> baseball, the doping issue became too visible and they are now forced
> to deal with it.
>
> the way cycling is set up as a business is stupid. every party has a
> different set of interests, and they don't line up well with one
> another.
>
> In the NFL if a team has a lousy record or doesn't make the playoffs,
> it's sponsor doesn't disappear, it doesn't fold. In fact there's a
> system in place so that it can become better.
>
> Logically the race organizers should form a league and employ riders.
> There could be franchise owners that "own" a race and franchise owners
> that own a team, and they could make and enforce the rules in a way
> that is in the best interests of everyone involved (including the
> riders).



Bill C:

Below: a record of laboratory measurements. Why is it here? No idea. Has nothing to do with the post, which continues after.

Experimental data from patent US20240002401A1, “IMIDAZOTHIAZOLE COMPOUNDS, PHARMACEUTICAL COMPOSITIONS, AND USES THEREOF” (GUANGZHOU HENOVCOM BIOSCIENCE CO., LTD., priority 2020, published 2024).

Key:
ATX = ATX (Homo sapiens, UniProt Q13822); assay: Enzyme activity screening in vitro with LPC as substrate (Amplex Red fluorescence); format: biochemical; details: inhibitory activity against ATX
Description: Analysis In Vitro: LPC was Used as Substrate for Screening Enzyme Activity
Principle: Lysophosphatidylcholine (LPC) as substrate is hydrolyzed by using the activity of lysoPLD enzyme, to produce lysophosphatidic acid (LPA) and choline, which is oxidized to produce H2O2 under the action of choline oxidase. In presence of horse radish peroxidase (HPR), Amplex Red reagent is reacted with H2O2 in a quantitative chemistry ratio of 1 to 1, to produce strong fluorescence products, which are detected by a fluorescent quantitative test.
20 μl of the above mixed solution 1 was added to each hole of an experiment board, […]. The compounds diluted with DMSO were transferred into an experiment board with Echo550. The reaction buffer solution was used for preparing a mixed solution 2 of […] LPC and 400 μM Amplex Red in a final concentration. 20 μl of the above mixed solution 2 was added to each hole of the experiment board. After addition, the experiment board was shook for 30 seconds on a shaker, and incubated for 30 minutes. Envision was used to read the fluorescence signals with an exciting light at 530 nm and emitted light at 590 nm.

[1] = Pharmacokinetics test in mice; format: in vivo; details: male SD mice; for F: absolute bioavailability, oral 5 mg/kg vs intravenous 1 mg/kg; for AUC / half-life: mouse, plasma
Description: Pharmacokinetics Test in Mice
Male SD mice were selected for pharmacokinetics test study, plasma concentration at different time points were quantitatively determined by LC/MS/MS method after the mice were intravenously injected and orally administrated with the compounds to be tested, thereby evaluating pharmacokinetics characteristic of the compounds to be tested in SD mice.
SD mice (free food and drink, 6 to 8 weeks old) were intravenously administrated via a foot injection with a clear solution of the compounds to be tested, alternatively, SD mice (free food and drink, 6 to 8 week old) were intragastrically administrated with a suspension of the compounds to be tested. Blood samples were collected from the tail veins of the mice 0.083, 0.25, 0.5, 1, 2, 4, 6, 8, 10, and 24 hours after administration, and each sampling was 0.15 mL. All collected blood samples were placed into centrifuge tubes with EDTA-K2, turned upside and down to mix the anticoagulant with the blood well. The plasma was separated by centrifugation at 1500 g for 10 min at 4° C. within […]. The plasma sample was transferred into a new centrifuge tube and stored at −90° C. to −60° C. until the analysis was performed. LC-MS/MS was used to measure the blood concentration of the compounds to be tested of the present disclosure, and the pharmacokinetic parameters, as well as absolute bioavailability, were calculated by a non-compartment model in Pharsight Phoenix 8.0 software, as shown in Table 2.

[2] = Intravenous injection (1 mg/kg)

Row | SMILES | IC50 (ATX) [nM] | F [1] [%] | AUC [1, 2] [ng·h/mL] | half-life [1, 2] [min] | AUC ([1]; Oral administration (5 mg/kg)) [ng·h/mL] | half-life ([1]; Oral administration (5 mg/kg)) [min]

Your right about the core of cycling remaining unchanged no matter how
many of the fastest riders get caught for cheating. Cycling as a
professional sport might be on the decline, but it will always have the
core. I was just talking to a junior rider a few days ago and Floyd
Landis came up. I told him about Marco Pinotti who swears up and down
that he is clean and will take any test to prove that he is clean.
Marco was Italian National TT champ last year. He's a support rider
most of the time, but good enough to get 3rd to Basso and Ullrich in a
Giro ITT. Marco jokes on his website that he should get 1st now! The
junior said, "after seeing Floyd, it's hard to think you can ride
clean". A sad state of affairs.

amit.ghosh:
Anybody who starts a post with "dumbass" is not worth the time of day.
I skimmed your post and it said something about the NFL and how you
think cycling should be structured. I won't read it for any
intelligent reply because you come off like. . .well . . .a dumbass!
 
S

Stu Fleming

Guest
Raptor wrote:

>
> WADA and the UCI just need to get "better" "tests."
>


Like actually testing the athlete's urine, not the "clean".